Wednesday, April 7, 2010

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Five Additional States Join Legal Challenge to Federal Health Care Law

AUSTIN – Five additional states have announced that they will join the original 13 states’ legal challenge to the newly enacted federal health care legislation. Indiana, North Dakota, Mississippi, Nevada and Arizona will join Texas and 12 other states’ legal action, which was filed on March 23 in federal court.

“No public policy goal – no matter how important or well-intentioned – can be allowed to trample the protections and rights guaranteed by the U.S. Constitution,” Texas Attorney General Greg Abbott said. “The federal health care legislation violates our Constitution, imposes an unprecedented mandate on individual Texans, and will require the Texas taxpayers to spend billions of additional dollars on health care programs. The addition of five new states to our bipartisan legal challenge reflects broad, nationwide concern about the constitutionality of this sweeping and unprecedented federal legislation.”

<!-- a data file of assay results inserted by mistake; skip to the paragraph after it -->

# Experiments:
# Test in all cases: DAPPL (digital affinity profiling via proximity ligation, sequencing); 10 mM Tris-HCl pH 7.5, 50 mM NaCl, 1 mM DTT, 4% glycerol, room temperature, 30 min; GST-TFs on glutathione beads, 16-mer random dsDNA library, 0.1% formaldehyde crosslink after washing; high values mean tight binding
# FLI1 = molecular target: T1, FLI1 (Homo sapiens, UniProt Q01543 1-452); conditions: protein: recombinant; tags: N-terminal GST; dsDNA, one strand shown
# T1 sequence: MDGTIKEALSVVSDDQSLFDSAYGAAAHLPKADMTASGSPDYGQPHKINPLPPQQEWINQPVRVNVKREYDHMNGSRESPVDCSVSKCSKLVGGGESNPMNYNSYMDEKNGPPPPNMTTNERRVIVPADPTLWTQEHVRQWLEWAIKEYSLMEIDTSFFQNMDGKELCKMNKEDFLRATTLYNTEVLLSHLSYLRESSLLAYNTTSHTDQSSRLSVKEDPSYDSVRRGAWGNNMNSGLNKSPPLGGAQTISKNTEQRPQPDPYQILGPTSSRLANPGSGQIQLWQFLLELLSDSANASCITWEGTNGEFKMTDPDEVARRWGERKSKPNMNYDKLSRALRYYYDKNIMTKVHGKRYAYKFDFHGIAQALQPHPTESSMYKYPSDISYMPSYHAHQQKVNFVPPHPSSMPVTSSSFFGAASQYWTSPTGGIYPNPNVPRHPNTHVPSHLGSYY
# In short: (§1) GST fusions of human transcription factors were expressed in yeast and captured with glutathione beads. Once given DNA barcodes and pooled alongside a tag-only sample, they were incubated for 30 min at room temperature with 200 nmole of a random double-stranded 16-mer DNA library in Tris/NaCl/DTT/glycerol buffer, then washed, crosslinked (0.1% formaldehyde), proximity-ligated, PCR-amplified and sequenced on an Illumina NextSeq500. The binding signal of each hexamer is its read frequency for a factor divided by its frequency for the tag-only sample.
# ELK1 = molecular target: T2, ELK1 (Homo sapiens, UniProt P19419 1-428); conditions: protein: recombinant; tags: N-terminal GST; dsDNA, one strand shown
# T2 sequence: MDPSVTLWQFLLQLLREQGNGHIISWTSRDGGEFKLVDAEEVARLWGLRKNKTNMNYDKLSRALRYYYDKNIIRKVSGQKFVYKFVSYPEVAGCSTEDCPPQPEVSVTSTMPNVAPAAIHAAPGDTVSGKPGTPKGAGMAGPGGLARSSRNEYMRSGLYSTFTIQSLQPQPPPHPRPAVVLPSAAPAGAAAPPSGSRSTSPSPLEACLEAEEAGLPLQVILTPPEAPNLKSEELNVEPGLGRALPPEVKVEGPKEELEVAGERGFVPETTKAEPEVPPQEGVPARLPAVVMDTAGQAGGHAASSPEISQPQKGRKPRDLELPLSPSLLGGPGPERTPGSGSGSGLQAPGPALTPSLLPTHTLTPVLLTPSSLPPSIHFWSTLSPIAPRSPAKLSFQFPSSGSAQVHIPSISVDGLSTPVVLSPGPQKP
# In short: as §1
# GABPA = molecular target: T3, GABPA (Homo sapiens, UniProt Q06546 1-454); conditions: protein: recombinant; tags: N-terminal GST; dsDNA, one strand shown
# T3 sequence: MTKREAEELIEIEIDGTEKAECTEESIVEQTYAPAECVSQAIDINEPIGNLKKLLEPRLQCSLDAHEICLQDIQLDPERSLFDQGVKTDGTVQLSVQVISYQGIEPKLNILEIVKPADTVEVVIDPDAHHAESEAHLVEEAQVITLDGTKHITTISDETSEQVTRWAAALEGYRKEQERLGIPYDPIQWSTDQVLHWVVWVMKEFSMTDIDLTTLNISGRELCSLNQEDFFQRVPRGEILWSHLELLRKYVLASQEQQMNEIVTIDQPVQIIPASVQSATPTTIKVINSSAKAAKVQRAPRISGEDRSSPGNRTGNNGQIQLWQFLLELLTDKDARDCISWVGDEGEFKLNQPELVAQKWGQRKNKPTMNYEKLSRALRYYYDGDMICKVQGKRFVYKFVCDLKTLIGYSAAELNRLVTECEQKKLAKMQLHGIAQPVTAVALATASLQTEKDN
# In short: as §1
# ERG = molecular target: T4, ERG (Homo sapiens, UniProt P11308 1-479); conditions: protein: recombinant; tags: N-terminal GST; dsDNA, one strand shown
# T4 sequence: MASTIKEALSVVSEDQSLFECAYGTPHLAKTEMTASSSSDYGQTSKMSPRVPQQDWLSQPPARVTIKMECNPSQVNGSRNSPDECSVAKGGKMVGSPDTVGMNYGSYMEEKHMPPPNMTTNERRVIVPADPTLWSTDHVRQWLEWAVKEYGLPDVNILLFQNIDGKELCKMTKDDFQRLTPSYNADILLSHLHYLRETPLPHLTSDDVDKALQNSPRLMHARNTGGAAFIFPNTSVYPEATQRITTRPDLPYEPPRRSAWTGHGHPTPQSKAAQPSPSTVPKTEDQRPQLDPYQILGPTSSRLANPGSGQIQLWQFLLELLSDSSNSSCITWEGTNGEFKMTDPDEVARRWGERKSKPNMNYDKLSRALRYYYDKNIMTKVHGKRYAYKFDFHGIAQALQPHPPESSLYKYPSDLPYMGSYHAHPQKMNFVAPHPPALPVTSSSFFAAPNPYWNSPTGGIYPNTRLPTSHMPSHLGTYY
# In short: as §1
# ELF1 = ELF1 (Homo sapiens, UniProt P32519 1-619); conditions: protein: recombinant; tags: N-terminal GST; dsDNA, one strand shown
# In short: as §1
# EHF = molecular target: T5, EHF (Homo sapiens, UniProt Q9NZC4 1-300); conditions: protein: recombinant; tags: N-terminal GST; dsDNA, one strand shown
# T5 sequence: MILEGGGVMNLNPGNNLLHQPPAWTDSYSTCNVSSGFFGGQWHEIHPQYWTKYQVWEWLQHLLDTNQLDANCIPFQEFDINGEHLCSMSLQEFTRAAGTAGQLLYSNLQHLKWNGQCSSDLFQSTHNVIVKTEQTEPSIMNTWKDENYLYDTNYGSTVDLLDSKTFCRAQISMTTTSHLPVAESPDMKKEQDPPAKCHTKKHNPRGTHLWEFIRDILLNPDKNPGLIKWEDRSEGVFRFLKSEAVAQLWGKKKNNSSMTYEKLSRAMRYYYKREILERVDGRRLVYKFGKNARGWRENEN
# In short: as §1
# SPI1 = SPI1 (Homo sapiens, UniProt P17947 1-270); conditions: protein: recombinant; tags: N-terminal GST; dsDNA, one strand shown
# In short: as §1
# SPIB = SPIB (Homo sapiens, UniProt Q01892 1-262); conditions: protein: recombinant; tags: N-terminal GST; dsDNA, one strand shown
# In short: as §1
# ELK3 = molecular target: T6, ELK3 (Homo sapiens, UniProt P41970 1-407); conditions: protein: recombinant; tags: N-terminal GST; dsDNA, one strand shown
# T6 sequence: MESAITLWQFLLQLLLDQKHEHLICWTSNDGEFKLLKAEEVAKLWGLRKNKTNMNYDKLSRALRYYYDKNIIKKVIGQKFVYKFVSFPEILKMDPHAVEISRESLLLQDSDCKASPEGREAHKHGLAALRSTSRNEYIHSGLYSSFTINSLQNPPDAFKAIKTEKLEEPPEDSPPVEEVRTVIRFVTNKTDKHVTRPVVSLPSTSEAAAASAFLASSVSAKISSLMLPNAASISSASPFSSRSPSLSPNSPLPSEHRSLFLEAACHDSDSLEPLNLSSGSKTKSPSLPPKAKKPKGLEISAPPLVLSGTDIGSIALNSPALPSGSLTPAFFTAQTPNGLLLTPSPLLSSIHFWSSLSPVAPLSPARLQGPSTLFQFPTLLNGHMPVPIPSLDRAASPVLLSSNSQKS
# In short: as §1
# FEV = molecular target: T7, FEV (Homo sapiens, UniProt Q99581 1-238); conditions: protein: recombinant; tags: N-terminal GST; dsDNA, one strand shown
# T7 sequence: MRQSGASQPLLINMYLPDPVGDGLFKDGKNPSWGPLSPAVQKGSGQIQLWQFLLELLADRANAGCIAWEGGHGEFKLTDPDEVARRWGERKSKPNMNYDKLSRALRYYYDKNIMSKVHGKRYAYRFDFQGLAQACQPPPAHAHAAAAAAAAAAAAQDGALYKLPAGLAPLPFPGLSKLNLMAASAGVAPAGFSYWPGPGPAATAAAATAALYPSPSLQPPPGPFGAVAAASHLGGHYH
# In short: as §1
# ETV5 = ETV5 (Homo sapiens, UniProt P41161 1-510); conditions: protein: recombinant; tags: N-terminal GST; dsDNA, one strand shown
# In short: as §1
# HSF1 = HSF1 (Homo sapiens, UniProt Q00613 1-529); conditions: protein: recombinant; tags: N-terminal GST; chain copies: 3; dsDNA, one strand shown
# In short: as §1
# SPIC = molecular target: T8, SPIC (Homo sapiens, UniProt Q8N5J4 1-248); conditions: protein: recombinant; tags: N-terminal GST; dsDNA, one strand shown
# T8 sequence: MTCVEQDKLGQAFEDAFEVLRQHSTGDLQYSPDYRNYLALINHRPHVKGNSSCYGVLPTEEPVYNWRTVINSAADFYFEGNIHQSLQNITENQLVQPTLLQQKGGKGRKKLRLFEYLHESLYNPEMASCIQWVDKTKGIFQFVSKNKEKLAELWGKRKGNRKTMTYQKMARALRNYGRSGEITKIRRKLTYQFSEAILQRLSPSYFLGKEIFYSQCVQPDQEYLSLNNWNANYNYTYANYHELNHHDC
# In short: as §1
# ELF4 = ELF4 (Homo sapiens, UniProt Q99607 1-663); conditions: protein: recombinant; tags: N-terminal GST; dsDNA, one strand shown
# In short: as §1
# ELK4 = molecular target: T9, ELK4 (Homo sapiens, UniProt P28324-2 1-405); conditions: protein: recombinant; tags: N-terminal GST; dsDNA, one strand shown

Under the new federal health care law, for the first time in the nation’s history, the federal government is attempting to force individual Americans to enter into contracts and purchase services from private companies – in this case, insurance companies – or face a penalty. The state attorneys general are challenging this so-called individual mandate requirement, explaining that such an imposition on the American people exceeds Congress’ authority and violates Americans’ constitutional rights. Additionally, the states are challenging provisions of the new law that will impose dramatic Medicaid spending increases on the states – including $27 billion in mandatory spending increases in the State of Texas.

The eighteen-state coalition includes Texas, Florida, South Carolina, Nebraska, Pennsylvania, Louisiana, Washington, Colorado, Michigan, Utah, Alabama, South Dakota and Idaho.